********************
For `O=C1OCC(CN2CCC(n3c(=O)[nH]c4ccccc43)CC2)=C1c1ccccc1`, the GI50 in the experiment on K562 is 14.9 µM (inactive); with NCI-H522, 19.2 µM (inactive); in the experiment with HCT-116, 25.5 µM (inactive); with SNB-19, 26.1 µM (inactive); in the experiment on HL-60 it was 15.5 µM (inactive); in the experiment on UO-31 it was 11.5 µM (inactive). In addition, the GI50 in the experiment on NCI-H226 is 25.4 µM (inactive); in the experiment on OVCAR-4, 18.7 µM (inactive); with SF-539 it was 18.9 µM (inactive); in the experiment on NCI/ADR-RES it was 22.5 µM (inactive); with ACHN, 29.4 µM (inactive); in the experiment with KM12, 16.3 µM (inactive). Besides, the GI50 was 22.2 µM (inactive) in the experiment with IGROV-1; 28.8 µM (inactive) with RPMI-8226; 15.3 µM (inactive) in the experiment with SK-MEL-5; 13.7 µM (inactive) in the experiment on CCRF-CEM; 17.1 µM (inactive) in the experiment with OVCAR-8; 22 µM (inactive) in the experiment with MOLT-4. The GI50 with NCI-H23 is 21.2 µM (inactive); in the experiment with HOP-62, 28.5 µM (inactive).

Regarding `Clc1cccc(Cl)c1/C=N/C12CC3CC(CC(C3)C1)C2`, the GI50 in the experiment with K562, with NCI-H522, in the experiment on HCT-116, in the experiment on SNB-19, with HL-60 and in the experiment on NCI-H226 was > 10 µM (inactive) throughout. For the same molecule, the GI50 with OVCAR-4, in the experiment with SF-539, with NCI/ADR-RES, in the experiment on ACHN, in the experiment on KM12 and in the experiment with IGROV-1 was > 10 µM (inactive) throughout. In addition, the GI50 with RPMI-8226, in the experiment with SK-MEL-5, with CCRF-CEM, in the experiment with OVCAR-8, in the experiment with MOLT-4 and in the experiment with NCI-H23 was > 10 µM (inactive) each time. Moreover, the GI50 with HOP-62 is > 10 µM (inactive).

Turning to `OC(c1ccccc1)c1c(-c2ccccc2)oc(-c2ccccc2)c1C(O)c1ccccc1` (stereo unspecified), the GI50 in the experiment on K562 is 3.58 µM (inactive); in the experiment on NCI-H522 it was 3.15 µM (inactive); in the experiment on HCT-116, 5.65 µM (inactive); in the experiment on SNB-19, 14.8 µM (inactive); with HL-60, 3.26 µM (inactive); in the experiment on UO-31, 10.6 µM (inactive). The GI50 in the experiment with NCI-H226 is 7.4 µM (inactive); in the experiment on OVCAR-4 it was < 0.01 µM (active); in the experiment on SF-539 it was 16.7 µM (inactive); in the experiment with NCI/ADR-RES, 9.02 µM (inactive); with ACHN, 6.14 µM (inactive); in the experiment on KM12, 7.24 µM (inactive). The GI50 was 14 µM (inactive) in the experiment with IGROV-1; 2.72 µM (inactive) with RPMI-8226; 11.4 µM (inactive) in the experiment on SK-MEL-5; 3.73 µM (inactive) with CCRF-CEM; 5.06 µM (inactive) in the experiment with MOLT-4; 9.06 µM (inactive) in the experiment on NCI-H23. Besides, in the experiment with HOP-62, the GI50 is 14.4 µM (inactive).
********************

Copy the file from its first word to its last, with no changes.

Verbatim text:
For `O=C1OCC(CN2CCC(n3c(=O)[nH]c4ccccc43)CC2)=C1c1ccccc1`, the GI50 in the experiment on K562 is 14.9 µM (inactive); with NCI-H522, 19.2 µM (inactive); in the experiment with HCT-116, 25.5 µM (inactive); with SNB-19, 26.1 µM (inactive); in the experiment on HL-60 it was 15.5 µM (inactive); in the experiment on UO-31 it was 11.5 µM (inactive). In addition, the GI50 in the experiment on NCI-H226 is 25.4 µM (inactive); in the experiment on OVCAR-4, 18.7 µM (inactive); with SF-539 it was 18.9 µM (inactive); in the experiment on NCI/ADR-RES it was 22.5 µM (inactive); with ACHN, 29.4 µM (inactive); in the experiment with KM12, 16.3 µM (inactive). Besides, the GI50 was 22.2 µM (inactive) in the experiment with IGROV-1; 28.8 µM (inactive) with RPMI-8226; 15.3 µM (inactive) in the experiment with SK-MEL-5; 13.7 µM (inactive) in the experiment on CCRF-CEM; 17.1 µM (inactive) in the experiment with OVCAR-8; 22 µM (inactive) in the experiment with MOLT-4. The GI50 with NCI-H23 is 21.2 µM (inactive); in the experiment with HOP-62, 28.5 µM (inactive).

Regarding `Clc1cccc(Cl)c1/C=N/C12CC3CC(CC(C3)C1)C2`, the GI50 in the experiment with K562, with NCI-H522, in the experiment on HCT-116, in the experiment on SNB-19, with HL-60 and in the experiment on NCI-H226 was > 10 µM (inactive) throughout. For the same molecule, the GI50 with OVCAR-4, in the experiment with SF-539, with NCI/ADR-RES, in the experiment on ACHN, in the experiment on KM12 and in the experiment with IGROV-1 was > 10 µM (inactive) throughout. In addition, the GI50 with RPMI-8226, in the experiment with SK-MEL-5, with CCRF-CEM, in the experiment with OVCAR-8, in the experiment with MOLT-4 and in the experiment with NCI-H23 was > 10 µM (inactive) each time. Moreover, the GI50 with HOP-62 is > 10 µM (inactive).

Turning to `OC(c1ccccc1)c1c(-c2ccccc2)oc(-c2ccccc2)c1C(O)c1ccccc1` (stereo unspecified), the GI50 in the experiment on K562 is 3.58 µM (inactive); in the experiment on NCI-H522 it was 3.15 µM (inactive); in the experiment on HCT-116, 5.65 µM (inactive); in the experiment on SNB-19, 14.8 µM (inactive); with HL-60, 3.26 µM (inactive); in the experiment on UO-31, 10.6 µM (inactive). The GI50 in the experiment with NCI-H226 is 7.4 µM (inactive); in the experiment on OVCAR-4 it was < 0.01 µM (active); in the experiment on SF-539 it was 16.7 µM (inactive); in the experiment with NCI/ADR-RES, 9.02 µM (inactive); with ACHN, 6.14 µM (inactive); in the experiment on KM12, 7.24 µM (inactive). The GI50 was 14 µM (inactive) in the experiment with IGROV-1; 2.72 µM (inactive) with RPMI-8226; 11.4 µM (inactive) in the experiment on SK-MEL-5; 3.73 µM (inactive) with CCRF-CEM; 5.06 µM (inactive) in the experiment with MOLT-4; 9.06 µM (inactive) in the experiment on NCI-H23. Besides, in the experiment with HOP-62, the GI50 is 14.4 µM (inactive).